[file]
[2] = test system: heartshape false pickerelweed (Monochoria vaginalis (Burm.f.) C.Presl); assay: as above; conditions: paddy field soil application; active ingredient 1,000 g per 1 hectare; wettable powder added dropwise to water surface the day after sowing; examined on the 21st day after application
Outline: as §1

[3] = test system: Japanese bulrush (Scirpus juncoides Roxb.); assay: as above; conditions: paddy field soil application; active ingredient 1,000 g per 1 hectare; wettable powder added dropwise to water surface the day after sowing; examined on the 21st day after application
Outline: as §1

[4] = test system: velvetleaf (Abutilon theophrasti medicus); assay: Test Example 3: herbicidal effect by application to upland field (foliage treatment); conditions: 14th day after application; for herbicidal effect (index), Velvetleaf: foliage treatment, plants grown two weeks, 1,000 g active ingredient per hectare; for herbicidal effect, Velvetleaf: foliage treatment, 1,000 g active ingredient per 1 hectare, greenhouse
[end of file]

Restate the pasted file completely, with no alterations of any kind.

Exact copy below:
[2] = test system: heartshape false pickerelweed (Monochoria vaginalis (Burm.f.) C.Presl); assay: as above; conditions: paddy field soil application; active ingredient 1,000 g per 1 hectare; wettable powder added dropwise to water surface the day after sowing; examined on the 21st day after application
Outline: as §1

[3] = test system: Japanese bulrush (Scirpus juncoides Roxb.); assay: as above; conditions: paddy field soil application; active ingredient 1,000 g per 1 hectare; wettable powder added dropwise to water surface the day after sowing; examined on the 21st day after application
Outline: as §1

[4] = test system: velvetleaf (Abutilon theophrasti medicus); assay: Test Example 3: herbicidal effect by application to upland field (foliage treatment); conditions: 14th day after application; for herbicidal effect (index), Velvetleaf: foliage treatment, plants grown two weeks, 1,000 g active ingredient per hectare; for herbicidal effect, Velvetleaf: foliage treatment, 1,000 g active ingredient per 1 hectare, greenhouse